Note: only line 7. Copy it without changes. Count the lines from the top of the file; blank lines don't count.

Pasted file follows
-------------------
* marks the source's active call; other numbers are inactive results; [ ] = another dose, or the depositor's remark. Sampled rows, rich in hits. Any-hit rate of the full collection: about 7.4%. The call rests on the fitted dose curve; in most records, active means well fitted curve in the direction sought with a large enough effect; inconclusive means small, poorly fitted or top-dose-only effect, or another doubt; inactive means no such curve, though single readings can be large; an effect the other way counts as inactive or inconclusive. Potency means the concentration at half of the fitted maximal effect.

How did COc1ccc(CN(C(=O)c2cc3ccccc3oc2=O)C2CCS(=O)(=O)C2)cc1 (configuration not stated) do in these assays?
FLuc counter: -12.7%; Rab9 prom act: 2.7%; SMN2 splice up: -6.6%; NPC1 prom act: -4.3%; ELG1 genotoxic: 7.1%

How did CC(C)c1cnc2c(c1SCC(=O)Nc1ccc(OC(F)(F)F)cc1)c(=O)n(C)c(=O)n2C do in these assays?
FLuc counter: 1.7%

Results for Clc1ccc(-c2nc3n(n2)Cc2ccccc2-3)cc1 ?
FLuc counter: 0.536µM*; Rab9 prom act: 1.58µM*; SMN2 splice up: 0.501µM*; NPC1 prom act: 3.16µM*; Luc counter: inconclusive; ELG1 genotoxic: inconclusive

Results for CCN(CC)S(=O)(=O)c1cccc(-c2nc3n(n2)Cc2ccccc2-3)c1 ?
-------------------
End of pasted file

FLuc counter: 0.536µM*; Rab9 prom act: 1.58µM*; SMN2 splice up: 0.501µM*; NPC1 prom act: 3.16µM*; Luc counter: inconclusive; ELG1 genotoxic: inconclusive